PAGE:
Skip to main content

Freed, Isadore


FREED, ISADORE (1900–1960), composer. Born in Brest-Litovsk, Russia, Freed was taken to the United States as an infant. He studied with Ernest *Bloch there and with Vincent d'Indy in Paris. Returning to the United States in 1934, he engaged in teaching, and was chairman of the music department of the Hart College of Music in Hartford, Connecticut, from 1944 until his death. He wrote two symphonies; violin and cello concertos; and an opera, The Princess and the Vagabond (1948); chamber music; and choral works. His works were of a moderately modernistic idiom, with some use of American folk themes, as in his Appalachian Symphonic Sketches (1946). His synagogal compositions include Sabbath Morning Service (1950), Hasidic Service (1954), Psalm settings, and a selection from Salamone de *Rossi's Ha-shirim asher li-Shelomo arranged as a service for cantor, chorus, and organ (1954).

Cite this article
Pick a style below, and copy the text for your bibliography.

  • MLA
  • Chicago
  • APA

"Freed, Isadore." Encyclopaedia Judaica. . 22 Apr. 2019 <>.

"Freed, Isadore." Encyclopaedia Judaica. . (April 22, 2019).

"Freed, Isadore." Encyclopaedia Judaica. . Retrieved April 22, 2019 from

Learn more about citation styles

Citation styles gives you the ability to cite reference entries and articles according to common styles from the Modern Language Association (MLA), The Chicago Manual of Style, and the American Psychological Association (APA).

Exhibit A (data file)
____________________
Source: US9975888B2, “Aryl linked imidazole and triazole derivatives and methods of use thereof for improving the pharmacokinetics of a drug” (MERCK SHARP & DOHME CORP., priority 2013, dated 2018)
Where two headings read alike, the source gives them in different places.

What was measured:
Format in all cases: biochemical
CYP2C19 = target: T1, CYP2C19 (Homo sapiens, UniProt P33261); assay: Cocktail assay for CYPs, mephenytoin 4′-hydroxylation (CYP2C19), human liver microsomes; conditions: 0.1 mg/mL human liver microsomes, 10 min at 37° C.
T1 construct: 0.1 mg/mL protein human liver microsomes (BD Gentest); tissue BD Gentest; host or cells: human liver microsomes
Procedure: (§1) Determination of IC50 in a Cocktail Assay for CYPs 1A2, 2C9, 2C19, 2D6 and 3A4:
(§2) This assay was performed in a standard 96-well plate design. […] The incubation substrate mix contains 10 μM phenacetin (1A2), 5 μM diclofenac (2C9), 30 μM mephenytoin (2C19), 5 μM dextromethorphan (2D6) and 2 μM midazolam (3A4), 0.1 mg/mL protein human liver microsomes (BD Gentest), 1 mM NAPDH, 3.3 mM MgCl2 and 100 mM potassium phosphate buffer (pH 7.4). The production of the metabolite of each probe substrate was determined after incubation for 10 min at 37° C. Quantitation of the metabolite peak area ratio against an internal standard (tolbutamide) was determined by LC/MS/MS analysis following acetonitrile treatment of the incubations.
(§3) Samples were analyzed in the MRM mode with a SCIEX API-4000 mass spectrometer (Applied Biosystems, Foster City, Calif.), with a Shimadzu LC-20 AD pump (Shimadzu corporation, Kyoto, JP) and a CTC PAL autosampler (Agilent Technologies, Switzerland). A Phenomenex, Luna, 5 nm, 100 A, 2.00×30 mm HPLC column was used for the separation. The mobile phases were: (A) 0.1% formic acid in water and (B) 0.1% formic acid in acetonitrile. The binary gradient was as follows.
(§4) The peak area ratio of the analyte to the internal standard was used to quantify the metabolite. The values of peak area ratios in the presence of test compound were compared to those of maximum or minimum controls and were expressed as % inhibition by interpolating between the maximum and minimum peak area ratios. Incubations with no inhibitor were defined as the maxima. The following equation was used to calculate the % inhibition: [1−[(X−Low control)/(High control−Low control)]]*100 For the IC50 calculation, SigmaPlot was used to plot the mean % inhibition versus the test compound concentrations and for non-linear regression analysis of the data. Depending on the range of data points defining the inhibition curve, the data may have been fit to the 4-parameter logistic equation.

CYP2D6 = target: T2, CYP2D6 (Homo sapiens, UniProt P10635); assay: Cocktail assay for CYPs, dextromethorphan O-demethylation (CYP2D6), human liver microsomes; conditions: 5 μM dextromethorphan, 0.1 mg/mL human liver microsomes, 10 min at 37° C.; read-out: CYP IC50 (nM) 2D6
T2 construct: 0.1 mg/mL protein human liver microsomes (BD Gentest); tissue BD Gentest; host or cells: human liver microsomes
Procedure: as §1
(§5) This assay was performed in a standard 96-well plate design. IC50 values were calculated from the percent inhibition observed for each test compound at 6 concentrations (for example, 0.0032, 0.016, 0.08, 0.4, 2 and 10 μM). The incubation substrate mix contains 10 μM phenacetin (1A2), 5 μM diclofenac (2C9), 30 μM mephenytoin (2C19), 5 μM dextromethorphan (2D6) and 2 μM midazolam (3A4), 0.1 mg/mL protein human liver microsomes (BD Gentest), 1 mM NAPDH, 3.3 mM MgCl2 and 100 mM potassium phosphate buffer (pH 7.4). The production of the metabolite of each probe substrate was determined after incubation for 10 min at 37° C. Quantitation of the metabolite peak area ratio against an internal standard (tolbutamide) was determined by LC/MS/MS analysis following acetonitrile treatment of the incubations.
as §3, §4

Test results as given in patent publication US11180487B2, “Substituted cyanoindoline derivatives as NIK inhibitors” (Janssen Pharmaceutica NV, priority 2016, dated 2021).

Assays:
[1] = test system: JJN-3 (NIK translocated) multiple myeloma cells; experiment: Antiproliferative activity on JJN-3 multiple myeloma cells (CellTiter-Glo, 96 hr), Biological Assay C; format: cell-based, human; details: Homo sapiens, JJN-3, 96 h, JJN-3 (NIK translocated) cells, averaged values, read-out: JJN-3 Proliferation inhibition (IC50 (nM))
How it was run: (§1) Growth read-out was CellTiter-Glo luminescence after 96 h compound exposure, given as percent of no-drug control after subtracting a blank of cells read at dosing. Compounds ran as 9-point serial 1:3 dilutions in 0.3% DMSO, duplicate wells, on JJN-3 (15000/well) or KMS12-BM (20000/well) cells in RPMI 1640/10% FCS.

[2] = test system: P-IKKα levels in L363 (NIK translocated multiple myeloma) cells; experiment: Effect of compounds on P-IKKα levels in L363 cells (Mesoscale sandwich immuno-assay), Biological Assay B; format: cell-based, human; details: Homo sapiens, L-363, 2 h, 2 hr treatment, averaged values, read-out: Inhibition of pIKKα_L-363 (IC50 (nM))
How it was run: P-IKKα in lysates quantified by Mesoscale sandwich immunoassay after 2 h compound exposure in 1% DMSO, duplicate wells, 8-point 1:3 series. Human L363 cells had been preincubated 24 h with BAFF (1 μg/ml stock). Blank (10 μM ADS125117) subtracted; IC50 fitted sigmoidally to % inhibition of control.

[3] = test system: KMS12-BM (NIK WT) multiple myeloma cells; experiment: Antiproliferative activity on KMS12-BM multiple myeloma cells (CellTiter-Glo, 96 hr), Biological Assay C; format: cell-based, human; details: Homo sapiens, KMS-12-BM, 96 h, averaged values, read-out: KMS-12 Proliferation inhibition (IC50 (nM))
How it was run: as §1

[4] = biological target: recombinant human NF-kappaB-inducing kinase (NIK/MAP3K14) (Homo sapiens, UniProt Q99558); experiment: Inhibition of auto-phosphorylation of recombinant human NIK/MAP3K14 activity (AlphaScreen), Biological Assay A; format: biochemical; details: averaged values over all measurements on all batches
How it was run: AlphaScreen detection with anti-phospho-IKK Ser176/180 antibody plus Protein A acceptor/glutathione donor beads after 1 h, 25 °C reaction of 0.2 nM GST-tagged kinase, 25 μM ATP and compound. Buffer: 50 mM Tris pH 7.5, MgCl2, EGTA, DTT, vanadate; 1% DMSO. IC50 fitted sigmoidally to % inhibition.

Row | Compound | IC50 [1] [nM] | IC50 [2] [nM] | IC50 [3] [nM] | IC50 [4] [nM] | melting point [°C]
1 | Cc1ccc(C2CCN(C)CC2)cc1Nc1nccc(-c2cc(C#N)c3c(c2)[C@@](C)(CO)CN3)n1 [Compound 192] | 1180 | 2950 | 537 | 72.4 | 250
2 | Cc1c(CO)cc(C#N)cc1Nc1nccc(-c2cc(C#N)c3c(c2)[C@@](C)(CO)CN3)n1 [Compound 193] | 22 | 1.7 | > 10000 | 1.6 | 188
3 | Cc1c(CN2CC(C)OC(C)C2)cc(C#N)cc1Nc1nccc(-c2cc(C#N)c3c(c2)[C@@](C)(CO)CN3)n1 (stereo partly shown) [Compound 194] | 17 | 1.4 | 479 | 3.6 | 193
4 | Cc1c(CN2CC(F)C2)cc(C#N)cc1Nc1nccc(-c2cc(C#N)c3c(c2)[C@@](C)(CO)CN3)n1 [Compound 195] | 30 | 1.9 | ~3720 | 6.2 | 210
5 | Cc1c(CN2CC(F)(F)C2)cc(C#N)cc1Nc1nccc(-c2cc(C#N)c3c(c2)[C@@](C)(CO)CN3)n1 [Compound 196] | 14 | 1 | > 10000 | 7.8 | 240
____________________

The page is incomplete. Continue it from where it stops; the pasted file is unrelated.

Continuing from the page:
Within the “Cite this article” tool, pick a style to see how all available information looks when formatted according to that style. Then, copy and paste the text into your bibliography or works cited list.

Because each style has its own formatting nuances that evolve over time and not all information is available for every reference entry or article, cannot guarantee each citation it generates. Therefore, it’s best to use citations as a starting point before checking the style against your school or publication’s requirements and the most-recent information available at these sites:

Modern Language Association

The Chicago Manual of Style

American Psychological Association

  • Most online reference entries and articles do not have page numbers. Therefore, that information is unavailable for most content. However, the date of retrieval is often important. Refer to each style’s convention regarding the best way to format page numbers and retrieval dates.
  • In addition to the MLA, Chicago, and APA styles, your school, university, publication, or institution may have its own requirements for citations. Therefore, be sure to refer to those guidelines when editing your bibliography or works cited list.